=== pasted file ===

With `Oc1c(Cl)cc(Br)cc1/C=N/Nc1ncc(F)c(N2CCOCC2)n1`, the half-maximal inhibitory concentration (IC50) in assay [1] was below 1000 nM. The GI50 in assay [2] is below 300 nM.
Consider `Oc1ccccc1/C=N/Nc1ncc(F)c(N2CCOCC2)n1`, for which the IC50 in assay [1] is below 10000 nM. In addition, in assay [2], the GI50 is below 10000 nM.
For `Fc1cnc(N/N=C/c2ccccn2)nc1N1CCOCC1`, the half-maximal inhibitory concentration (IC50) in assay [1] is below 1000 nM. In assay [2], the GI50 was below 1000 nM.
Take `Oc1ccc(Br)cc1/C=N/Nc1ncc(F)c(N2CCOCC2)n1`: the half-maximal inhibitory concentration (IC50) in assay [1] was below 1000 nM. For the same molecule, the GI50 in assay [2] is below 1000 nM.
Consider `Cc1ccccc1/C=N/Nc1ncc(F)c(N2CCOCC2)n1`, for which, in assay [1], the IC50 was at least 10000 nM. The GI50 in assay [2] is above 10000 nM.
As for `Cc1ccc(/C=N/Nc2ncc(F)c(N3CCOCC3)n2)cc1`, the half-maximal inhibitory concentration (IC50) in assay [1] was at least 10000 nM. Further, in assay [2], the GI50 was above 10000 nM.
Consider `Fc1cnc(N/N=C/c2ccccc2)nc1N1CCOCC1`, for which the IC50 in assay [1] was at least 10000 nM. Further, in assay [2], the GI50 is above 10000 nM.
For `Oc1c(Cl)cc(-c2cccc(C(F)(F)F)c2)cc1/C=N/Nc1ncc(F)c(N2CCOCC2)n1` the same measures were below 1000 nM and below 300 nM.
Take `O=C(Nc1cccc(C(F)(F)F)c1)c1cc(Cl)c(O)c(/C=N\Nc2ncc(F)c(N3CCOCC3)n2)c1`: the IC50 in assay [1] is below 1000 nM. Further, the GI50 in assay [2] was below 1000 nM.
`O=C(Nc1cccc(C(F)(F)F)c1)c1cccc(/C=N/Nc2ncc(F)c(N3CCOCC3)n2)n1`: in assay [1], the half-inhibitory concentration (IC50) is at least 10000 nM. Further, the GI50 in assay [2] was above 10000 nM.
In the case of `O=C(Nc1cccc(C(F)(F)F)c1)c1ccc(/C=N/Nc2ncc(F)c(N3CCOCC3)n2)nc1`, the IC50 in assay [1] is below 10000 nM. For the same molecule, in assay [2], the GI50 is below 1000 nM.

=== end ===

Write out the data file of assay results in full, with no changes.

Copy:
With `Oc1c(Cl)cc(Br)cc1/C=N/Nc1ncc(F)c(N2CCOCC2)n1`, the half-maximal inhibitory concentration (IC50) in assay [1] was below 1000 nM. The GI50 in assay [2] is below 300 nM.
Consider `Oc1ccccc1/C=N/Nc1ncc(F)c(N2CCOCC2)n1`, for which the IC50 in assay [1] is below 10000 nM. In addition, in assay [2], the GI50 is below 10000 nM.
For `Fc1cnc(N/N=C/c2ccccn2)nc1N1CCOCC1`, the half-maximal inhibitory concentration (IC50) in assay [1] is below 1000 nM. In assay [2], the GI50 was below 1000 nM.
Take `Oc1ccc(Br)cc1/C=N/Nc1ncc(F)c(N2CCOCC2)n1`: the half-maximal inhibitory concentration (IC50) in assay [1] was below 1000 nM. For the same molecule, the GI50 in assay [2] is below 1000 nM.
Consider `Cc1ccccc1/C=N/Nc1ncc(F)c(N2CCOCC2)n1`, for which, in assay [1], the IC50 was at least 10000 nM. The GI50 in assay [2] is above 10000 nM.
As for `Cc1ccc(/C=N/Nc2ncc(F)c(N3CCOCC3)n2)cc1`, the half-maximal inhibitory concentration (IC50) in assay [1] was at least 10000 nM. Further, in assay [2], the GI50 was above 10000 nM.
Consider `Fc1cnc(N/N=C/c2ccccc2)nc1N1CCOCC1`, for which the IC50 in assay [1] was at least 10000 nM. Further, in assay [2], the GI50 is above 10000 nM.
For `Oc1c(Cl)cc(-c2cccc(C(F)(F)F)c2)cc1/C=N/Nc1ncc(F)c(N2CCOCC2)n1` the same measures were below 1000 nM and below 300 nM.
Take `O=C(Nc1cccc(C(F)(F)F)c1)c1cc(Cl)c(O)c(/C=N\Nc2ncc(F)c(N3CCOCC3)n2)c1`: the IC50 in assay [1] is below 1000 nM. Further, the GI50 in assay [2] was below 1000 nM.
`O=C(Nc1cccc(C(F)(F)F)c1)c1cccc(/C=N/Nc2ncc(F)c(N3CCOCC3)n2)n1`: in assay [1], the half-inhibitory concentration (IC50) is at least 10000 nM. Further, the GI50 in assay [2] was above 10000 nM.
In the case of `O=C(Nc1cccc(C(F)(F)F)c1)c1ccc(/C=N/Nc2ncc(F)c(N3CCOCC3)n2)nc1`, the IC50 in assay [1] is below 10000 nM. For the same molecule, in assay [2], the GI50 is below 1000 nM.